News, notes, and observations from the James River Valley in northern South Dakota with special attention to reviewing the performance of the media--old and new. E-Mail to

Wednesday, July 5, 2017

Voting with feet, billfolds, and guns

A question raised about the Holocaust is why the Jews did not fight back against the Nazi pogrom against them.  Actually, many did.  But many others thought that violent resistance would only escalate the violence rather than counter the persecution against the Jewish people.  They thought a reasonable, civil approach had more opportunity to save lives and reduce the acts of hate.  As the Holocaust progressed in Germany, Jews did try to leave the country.  But they faced the same issues that Muslim refugees face today. Countries to which they could flee worried about the number of refugees they could accept and denied entrance into their countries.  There was also anti-semitic opposition to accepting them throughout the world, including the U.S.

After the end of World War II,  it took fifty years before the discussion about the Holocaust confronted the fact that many people in the Nazi-occuped countries willingly and aggressively collaborated with the Nazis in the extermination of the Jews.  The popular notion was that the Nazis took over and intimidated and coerced good people to ignore their prosecution of the Holocaust.  The fact was that "good people" zealously supported the Nazis and participated in the atrocities.  

The election of Donald Trump as president has exposed the real political divide in America.  Many "good Americans"  wish ill on many others.  The resentment over having a black president powered a resurgence of racism in the country.  Then Donald Trump put on an exhibition during the election campaign of lying, malicious defamations, and hate of Muslims and others that was once the epitome of what America is against.  After his election, the early days of his administration have revealed that those odious malignancies of character are exactly what many Americans are for--a constituency large enough to affect the electoral college.  Other Americans are loathe to admit that so many of their countrymen and women do not, in fact, support the foundations of American democracy--freedom, equality, and justice--except for themselves.  The country is falling away from those characteristics that defined the greatest generation.  

Trump has defined the people  who support him.  He is the culmination of America's slide into an anti-intellectualism and ignorance that scholars and journalists have noted, but which sentient Americans have chose to ignore.  That America which once led the world in scientific, technological, and social advancement has fallen behind, and leadership has been taken over by countries  it once inspired.  

The national attention also ignores the fact that the deterioration of the political climate in the U.S. has caused significant numbers of people to abandon American democracy as having possibilities for them.  While the Trump-inspired rage about immigrants from Mexico consumes our attention,  we ignore the fact that a million Americans have expatriated to Mexico.  And while we joke about moving to Canada to avoid life under Trump,  another million or more Americans have, in fact, moved there.  People are voting with their feet.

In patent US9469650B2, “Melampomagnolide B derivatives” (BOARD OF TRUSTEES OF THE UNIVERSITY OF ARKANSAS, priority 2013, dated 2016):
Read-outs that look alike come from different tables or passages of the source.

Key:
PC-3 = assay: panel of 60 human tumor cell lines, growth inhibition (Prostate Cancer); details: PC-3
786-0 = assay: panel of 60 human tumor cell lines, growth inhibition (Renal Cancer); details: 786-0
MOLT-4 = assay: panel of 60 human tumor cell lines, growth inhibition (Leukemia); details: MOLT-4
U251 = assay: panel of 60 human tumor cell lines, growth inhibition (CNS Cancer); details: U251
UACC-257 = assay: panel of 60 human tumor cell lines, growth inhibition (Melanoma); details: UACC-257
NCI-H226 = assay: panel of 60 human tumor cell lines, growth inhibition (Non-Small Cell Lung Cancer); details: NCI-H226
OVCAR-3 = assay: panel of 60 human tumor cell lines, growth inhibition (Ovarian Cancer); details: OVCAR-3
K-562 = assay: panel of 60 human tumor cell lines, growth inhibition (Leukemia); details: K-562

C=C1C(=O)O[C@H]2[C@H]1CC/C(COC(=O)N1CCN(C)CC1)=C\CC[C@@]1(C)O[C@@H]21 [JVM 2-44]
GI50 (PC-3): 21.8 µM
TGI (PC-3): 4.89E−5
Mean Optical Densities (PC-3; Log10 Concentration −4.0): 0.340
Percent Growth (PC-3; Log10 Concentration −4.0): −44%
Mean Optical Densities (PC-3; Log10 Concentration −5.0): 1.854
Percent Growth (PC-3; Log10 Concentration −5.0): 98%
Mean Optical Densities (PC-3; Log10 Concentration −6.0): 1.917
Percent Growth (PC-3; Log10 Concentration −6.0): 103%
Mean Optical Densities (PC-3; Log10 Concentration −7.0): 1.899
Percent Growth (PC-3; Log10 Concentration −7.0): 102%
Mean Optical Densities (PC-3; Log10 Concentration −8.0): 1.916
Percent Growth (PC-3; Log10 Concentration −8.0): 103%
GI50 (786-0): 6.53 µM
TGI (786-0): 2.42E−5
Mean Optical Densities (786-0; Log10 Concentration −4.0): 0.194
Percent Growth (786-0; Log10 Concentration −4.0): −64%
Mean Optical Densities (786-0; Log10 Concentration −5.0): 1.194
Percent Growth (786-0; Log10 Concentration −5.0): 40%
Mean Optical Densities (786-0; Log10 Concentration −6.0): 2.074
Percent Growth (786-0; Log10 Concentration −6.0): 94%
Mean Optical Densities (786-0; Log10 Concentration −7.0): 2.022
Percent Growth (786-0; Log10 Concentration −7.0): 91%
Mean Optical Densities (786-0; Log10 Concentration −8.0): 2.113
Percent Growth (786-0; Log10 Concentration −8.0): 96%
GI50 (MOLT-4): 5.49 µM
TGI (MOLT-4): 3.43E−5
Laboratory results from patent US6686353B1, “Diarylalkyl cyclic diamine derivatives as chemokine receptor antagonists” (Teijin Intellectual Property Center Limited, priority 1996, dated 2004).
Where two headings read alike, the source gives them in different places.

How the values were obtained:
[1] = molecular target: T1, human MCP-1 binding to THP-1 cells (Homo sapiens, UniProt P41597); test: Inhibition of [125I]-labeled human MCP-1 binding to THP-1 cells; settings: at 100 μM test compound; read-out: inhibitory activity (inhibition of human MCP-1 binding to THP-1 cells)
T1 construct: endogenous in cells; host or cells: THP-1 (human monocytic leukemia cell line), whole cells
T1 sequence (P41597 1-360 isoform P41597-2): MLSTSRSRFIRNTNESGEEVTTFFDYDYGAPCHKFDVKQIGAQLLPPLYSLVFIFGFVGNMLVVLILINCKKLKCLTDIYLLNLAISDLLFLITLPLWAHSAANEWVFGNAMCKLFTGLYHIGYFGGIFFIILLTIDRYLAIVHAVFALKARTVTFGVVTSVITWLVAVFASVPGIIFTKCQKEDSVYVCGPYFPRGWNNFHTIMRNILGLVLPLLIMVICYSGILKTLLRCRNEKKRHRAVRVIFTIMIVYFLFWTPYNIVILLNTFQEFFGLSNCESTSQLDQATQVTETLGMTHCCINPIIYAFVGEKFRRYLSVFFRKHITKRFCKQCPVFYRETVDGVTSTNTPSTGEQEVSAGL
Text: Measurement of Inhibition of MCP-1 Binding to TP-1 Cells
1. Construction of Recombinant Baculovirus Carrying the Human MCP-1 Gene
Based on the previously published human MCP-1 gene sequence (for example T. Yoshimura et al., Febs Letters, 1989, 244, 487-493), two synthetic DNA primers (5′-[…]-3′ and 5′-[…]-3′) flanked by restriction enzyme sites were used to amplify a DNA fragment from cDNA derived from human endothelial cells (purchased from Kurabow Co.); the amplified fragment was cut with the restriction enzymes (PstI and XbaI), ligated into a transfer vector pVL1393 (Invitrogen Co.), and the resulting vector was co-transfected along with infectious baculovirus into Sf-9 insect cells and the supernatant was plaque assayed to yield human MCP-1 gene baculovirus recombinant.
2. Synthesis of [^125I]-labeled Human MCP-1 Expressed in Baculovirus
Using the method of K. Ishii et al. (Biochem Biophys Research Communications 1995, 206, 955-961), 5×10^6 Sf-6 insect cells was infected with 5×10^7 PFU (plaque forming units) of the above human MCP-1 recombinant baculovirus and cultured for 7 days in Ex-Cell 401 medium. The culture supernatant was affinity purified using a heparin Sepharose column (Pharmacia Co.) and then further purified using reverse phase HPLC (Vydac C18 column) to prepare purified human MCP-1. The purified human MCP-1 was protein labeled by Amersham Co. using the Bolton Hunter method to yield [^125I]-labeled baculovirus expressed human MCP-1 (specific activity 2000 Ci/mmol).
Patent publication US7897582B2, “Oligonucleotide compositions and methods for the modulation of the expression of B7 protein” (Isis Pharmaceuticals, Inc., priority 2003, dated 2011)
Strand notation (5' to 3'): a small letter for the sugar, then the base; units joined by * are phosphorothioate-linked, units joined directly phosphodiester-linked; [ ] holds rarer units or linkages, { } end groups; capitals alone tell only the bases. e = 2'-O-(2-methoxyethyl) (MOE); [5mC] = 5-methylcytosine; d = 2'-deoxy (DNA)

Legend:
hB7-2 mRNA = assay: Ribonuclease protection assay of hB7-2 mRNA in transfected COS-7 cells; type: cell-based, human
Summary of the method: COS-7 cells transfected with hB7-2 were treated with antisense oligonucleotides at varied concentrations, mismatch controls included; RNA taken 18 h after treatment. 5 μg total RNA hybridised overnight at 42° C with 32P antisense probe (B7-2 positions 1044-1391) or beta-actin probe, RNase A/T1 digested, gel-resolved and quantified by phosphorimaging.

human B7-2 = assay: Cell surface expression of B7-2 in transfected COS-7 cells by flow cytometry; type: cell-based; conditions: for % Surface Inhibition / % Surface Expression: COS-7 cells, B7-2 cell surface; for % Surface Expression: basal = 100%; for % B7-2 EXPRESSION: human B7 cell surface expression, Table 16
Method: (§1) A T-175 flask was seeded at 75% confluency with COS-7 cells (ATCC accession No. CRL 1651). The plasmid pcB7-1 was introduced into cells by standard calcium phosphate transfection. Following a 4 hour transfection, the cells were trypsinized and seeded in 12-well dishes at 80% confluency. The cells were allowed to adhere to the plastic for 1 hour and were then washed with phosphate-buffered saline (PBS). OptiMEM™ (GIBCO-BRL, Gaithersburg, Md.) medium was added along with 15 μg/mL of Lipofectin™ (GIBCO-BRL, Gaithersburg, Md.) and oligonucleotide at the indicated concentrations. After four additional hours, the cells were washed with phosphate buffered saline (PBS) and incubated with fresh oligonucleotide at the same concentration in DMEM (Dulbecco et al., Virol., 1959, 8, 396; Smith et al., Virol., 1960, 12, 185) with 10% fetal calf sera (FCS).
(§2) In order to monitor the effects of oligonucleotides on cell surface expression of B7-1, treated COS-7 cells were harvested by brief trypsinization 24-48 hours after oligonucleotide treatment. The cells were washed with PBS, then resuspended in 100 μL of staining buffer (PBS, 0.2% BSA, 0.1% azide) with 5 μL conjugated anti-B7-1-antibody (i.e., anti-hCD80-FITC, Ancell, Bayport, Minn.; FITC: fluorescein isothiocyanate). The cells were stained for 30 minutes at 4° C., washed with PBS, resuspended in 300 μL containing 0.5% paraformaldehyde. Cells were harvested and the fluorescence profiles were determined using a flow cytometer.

Those that find relocating is not a possibility are making the way they spend their money a political issue.  In some cases there are boycott lists.  A number of lists of sponsors of Rush Limbaugh are in circulation.  However, politics operates at the grass roots level.  I know quite a significant number of people who avoid patronizing local merchants because of their political affiliations.  Online buying has created optional sources for purchasing goods. In South Dakota, declining sales tax revenues are a result of people buying online.  People often make their purchases online to avoid patronizing local merchants for political reasons.  This attitude reaches into the church.  People cannot reconcile political beliefs and practices of some worshippers with the teachings of their religion.  They no longer regard church as a source of spiritual strength, but see it as just another ploy to justify bigotry and discrimination.  So, they don't go to church or participate in any religious activity or otherwise support churches.  Whether as customers or patrons, they don't spend time or money on entities that counter their values.

A problem for the Jewish resistance to the Holocaust was to determine at what point force was justified.  If violence is resorted to by people who are the targets of extermination, the government is provided a reason to intensify its efforts against the target group.  Blacks in America are facing just such a circumstance.  The shooting of blacks, many unarmed, by the police resulted in the Black Lives Matter movement, which enraged many white Americans.  Whites responded with the retort that all lives matter,  totally dismissing the many instances of black people being gunned down and otherwise exterminated by law enforcement officers.  There were some cases of targeting police officers in retaliation, but no acknowledgment that black communities have good reason to believe that they are under assault by law enforcement.  Rather the the response is to decry that the guardians of our public safety might be under attack.